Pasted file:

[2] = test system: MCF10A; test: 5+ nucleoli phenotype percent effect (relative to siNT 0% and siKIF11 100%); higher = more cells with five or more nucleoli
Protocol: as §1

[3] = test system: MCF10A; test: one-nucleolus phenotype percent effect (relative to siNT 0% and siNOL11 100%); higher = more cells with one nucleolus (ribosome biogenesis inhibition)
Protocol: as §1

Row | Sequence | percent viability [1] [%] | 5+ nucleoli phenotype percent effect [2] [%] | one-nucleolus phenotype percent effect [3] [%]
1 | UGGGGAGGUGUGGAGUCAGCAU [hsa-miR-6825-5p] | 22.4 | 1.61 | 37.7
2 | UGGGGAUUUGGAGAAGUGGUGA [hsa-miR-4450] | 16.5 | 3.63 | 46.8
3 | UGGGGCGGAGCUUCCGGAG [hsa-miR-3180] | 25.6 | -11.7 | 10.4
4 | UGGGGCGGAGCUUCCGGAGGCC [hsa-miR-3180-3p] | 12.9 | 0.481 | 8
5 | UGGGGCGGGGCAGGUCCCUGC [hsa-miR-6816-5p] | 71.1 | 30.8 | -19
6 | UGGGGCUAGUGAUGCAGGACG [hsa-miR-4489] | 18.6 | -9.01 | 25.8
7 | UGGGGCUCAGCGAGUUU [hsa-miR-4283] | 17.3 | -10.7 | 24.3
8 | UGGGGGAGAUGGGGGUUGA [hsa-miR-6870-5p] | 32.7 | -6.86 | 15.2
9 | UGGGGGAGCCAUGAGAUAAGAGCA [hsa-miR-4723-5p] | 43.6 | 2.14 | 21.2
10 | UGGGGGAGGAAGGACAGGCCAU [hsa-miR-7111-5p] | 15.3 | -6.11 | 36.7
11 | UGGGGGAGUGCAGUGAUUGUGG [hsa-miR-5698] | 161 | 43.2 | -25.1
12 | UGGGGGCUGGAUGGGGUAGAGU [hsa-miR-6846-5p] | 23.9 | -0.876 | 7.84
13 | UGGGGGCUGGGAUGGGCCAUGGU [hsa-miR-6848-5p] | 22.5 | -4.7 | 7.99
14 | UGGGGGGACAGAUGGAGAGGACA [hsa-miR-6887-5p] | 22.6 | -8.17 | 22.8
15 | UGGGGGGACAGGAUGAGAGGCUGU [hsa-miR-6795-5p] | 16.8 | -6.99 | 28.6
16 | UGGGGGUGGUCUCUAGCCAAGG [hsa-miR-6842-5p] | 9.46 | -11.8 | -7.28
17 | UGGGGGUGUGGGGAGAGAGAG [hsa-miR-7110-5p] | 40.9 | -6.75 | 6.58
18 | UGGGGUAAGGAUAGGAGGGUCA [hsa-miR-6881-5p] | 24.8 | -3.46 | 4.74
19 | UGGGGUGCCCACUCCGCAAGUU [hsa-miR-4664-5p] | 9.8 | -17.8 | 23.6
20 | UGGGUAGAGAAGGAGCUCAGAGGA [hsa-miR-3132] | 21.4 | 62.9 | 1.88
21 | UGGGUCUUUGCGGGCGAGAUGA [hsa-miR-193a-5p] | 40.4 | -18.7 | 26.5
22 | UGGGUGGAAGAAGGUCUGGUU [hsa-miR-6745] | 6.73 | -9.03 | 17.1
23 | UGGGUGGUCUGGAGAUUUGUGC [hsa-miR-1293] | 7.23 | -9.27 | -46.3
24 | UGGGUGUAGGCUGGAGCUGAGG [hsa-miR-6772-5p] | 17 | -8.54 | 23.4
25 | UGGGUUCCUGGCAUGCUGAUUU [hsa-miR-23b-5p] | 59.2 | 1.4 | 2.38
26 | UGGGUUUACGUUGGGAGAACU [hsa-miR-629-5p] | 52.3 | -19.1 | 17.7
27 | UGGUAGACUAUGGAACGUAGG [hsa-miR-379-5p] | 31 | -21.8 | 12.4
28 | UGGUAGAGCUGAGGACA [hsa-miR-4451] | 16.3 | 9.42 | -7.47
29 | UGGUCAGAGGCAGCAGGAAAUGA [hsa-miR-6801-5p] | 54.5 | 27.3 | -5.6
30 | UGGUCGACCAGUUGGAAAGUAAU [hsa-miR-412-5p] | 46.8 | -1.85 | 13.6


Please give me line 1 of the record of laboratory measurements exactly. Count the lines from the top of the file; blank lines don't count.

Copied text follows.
[2] = test system: MCF10A; test: 5+ nucleoli phenotype percent effect (relative to siNT 0% and siKIF11 100%); higher = more cells with five or more nucleoli